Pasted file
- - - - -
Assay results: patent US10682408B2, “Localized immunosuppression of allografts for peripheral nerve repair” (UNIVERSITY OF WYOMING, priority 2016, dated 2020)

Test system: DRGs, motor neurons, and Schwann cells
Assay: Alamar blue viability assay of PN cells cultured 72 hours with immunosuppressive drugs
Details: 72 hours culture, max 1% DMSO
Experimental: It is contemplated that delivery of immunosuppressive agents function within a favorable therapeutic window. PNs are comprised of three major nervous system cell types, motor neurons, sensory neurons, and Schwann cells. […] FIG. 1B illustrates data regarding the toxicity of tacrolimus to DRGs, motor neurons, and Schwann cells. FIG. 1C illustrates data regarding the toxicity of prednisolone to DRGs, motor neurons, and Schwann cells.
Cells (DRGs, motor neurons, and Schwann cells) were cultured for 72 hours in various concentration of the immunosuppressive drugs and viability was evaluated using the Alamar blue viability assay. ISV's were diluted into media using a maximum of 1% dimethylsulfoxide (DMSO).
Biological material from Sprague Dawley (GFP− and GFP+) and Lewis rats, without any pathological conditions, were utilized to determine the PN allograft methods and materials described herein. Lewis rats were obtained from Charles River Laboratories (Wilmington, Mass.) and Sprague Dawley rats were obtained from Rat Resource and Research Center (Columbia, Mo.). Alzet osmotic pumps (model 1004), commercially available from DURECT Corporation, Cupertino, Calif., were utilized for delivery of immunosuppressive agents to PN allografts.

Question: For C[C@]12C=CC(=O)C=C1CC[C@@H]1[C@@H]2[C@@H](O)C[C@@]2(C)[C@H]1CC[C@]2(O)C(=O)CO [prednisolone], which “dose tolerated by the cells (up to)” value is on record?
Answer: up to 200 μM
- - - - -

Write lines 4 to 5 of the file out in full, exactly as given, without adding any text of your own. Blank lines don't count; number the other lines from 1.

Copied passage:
Details: 72 hours culture, max 1% DMSO
Experimental: It is contemplated that delivery of immunosuppressive agents function within a favorable therapeutic window. PNs are comprised of three major nervous system cell types, motor neurons, sensory neurons, and Schwann cells. […] FIG. 1B illustrates data regarding the toxicity of tacrolimus to DRGs, motor neurons, and Schwann cells. FIG. 1C illustrates data regarding the toxicity of prednisolone to DRGs, motor neurons, and Schwann cells.